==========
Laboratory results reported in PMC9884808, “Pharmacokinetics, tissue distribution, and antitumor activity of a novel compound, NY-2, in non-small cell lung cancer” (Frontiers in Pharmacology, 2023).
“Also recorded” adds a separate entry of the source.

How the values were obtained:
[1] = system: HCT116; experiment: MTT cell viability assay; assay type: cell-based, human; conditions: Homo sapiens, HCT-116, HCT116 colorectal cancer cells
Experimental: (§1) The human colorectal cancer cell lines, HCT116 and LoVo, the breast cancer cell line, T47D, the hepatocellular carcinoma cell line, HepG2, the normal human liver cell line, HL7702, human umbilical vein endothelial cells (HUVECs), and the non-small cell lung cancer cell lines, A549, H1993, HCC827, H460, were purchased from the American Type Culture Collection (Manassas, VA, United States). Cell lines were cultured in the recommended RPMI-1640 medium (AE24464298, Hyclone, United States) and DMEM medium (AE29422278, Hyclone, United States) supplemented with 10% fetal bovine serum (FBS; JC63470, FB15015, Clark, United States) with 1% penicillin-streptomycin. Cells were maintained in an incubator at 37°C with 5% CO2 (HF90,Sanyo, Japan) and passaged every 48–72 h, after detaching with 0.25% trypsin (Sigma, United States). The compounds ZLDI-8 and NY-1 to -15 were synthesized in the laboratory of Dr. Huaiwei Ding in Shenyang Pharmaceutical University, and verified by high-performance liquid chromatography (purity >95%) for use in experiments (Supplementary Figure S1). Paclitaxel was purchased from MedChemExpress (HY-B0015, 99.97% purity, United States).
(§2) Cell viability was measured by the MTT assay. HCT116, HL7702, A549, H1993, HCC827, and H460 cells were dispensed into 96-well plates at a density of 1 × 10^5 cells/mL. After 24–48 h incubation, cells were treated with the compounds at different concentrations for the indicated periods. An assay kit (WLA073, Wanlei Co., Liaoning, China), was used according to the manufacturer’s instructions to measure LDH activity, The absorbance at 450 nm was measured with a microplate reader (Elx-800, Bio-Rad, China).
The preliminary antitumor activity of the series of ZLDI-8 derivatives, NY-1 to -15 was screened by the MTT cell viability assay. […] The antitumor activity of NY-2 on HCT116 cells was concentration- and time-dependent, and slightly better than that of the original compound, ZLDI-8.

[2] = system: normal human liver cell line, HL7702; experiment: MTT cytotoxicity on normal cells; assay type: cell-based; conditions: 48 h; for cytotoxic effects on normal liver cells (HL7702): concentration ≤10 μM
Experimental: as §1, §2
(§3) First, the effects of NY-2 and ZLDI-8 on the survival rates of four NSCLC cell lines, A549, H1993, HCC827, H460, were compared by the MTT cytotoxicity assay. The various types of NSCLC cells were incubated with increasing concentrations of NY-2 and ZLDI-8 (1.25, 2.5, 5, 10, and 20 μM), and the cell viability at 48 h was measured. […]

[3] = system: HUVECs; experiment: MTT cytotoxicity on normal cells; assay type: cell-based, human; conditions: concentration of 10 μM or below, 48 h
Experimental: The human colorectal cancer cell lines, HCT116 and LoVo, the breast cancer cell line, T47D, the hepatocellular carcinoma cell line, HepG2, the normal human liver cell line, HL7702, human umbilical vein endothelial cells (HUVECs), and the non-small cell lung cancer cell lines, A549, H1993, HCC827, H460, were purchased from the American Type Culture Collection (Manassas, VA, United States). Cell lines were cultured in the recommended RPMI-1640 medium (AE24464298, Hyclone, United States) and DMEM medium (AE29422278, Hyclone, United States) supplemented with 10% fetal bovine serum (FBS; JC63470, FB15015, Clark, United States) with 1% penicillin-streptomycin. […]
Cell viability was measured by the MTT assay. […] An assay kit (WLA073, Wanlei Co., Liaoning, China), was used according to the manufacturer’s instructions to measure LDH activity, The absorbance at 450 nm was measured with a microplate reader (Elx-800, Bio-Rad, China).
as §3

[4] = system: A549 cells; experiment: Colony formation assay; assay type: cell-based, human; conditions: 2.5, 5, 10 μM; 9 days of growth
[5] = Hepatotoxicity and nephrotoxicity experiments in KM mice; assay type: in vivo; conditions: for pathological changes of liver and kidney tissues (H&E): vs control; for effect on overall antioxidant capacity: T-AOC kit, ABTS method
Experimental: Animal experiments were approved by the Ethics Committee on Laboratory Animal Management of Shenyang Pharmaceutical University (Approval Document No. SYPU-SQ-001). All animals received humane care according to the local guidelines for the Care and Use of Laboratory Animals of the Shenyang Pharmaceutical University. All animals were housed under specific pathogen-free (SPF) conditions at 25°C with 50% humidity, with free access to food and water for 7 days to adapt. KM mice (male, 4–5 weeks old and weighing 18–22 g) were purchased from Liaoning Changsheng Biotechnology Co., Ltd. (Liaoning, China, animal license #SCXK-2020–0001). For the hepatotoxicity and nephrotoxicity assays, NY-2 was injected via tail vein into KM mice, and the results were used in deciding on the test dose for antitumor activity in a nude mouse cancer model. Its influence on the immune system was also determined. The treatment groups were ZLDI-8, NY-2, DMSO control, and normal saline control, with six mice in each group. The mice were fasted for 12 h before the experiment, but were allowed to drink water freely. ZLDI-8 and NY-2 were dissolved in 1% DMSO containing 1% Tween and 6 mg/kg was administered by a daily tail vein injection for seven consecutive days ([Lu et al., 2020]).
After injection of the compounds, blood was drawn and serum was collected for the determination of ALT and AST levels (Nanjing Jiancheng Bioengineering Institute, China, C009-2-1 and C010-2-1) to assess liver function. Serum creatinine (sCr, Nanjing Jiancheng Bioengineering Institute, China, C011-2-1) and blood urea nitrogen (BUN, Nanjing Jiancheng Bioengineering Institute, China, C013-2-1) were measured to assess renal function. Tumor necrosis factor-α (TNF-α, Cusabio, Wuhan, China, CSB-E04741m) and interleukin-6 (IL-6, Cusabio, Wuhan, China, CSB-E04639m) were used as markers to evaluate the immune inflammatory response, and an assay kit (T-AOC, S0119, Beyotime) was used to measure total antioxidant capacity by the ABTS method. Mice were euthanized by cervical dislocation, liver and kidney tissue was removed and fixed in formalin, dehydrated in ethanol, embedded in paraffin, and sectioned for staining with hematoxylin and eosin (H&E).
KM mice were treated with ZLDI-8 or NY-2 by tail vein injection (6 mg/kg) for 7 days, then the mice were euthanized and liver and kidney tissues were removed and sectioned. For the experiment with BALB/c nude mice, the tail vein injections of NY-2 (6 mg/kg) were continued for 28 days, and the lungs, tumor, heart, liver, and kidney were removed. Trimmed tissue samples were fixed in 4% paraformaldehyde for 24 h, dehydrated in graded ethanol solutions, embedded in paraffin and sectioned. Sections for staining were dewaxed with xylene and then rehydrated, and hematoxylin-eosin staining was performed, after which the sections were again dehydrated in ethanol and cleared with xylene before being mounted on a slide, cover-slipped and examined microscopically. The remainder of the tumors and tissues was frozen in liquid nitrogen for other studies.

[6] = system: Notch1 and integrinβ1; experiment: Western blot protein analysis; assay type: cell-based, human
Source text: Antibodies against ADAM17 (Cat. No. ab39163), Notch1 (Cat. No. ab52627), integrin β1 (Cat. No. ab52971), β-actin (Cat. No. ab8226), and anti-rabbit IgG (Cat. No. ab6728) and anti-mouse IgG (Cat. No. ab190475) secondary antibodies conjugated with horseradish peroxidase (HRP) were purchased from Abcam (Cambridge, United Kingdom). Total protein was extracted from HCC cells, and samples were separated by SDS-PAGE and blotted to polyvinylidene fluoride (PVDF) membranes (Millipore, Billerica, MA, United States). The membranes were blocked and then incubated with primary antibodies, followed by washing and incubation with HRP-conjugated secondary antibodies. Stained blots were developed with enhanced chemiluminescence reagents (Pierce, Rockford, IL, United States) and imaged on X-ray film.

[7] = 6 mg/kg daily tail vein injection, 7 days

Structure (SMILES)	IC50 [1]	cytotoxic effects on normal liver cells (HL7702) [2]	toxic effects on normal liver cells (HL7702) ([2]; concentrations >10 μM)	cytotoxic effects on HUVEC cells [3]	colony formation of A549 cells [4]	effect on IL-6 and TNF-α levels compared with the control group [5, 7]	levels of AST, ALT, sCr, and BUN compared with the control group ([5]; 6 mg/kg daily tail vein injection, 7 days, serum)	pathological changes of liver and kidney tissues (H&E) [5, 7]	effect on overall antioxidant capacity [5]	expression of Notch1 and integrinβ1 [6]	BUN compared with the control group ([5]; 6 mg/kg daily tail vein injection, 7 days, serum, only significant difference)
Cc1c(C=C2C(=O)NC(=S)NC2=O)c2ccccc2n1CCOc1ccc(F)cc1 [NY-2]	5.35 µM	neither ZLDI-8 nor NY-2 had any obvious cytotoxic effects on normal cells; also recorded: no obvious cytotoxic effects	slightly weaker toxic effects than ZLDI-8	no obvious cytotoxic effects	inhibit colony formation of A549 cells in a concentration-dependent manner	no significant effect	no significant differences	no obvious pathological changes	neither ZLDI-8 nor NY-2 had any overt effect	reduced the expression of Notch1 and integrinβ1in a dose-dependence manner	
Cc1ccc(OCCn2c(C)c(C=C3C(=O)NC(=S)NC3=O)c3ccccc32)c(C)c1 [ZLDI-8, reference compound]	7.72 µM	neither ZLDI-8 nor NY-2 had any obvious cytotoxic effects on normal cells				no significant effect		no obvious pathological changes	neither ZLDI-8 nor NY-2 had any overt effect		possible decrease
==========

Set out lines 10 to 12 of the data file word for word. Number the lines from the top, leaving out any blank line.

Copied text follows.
(§3) First, the effects of NY-2 and ZLDI-8 on the survival rates of four NSCLC cell lines, A549, H1993, HCC827, H460, were compared by the MTT cytotoxicity assay. The various types of NSCLC cells were incubated with increasing concentrations of NY-2 and ZLDI-8 (1.25, 2.5, 5, 10, and 20 μM), and the cell viability at 48 h was measured. […]

[3] = system: HUVECs; experiment: MTT cytotoxicity on normal cells; assay type: cell-based, human; conditions: concentration of 10 μM or below, 48 h
Experimental: The human colorectal cancer cell lines, HCT116 and LoVo, the breast cancer cell line, T47D, the hepatocellular carcinoma cell line, HepG2, the normal human liver cell line, HL7702, human umbilical vein endothelial cells (HUVECs), and the non-small cell lung cancer cell lines, A549, H1993, HCC827, H460, were purchased from the American Type Culture Collection (Manassas, VA, United States). Cell lines were cultured in the recommended RPMI-1640 medium (AE24464298, Hyclone, United States) and DMEM medium (AE29422278, Hyclone, United States) supplemented with 10% fetal bovine serum (FBS; JC63470, FB15015, Clark, United States) with 1% penicillin-streptomycin. […]